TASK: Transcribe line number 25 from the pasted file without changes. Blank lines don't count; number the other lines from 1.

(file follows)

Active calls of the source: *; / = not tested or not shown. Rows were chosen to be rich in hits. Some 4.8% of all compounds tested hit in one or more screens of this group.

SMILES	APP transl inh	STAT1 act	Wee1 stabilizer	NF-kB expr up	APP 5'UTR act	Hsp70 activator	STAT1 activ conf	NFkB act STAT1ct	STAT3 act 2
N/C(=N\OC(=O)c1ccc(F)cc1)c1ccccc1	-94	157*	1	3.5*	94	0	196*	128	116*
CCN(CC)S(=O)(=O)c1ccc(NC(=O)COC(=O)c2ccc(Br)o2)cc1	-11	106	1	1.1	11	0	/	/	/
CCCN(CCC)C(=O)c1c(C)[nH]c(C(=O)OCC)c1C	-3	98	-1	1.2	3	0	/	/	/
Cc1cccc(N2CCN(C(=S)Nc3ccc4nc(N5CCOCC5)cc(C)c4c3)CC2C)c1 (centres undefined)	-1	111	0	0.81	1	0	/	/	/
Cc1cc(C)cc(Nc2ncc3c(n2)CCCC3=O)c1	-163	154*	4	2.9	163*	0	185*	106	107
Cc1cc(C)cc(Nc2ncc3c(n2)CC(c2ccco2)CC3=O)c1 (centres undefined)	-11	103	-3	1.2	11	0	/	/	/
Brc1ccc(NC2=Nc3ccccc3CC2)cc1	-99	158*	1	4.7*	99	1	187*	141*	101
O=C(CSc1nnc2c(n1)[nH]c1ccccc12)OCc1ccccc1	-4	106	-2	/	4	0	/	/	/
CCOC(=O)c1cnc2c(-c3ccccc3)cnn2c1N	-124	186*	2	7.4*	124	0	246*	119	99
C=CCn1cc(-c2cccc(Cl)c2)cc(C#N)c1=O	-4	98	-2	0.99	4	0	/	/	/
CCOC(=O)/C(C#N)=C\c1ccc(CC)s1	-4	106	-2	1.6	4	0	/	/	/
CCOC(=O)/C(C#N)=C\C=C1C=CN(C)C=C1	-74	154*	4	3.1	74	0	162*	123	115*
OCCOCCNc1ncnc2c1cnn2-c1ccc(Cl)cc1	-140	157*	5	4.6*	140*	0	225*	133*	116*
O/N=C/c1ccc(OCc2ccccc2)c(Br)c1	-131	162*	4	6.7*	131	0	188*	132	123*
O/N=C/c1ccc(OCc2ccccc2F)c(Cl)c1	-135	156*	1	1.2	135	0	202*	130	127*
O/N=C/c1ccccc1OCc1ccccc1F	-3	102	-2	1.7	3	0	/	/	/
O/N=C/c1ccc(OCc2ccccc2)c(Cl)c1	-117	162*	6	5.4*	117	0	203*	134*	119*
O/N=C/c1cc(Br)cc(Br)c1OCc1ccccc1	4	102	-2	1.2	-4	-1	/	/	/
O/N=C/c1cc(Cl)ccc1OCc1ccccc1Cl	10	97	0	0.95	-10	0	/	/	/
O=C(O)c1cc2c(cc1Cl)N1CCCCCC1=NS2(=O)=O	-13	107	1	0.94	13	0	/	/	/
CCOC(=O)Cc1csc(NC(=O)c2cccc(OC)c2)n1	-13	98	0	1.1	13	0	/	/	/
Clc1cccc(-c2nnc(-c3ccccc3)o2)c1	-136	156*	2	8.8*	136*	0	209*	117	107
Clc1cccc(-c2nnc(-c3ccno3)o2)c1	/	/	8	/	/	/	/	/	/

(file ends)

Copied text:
Clc1cccc(-c2nnc(-c3ccno3)o2)c1	/	/	8	/	/	/	/	/	/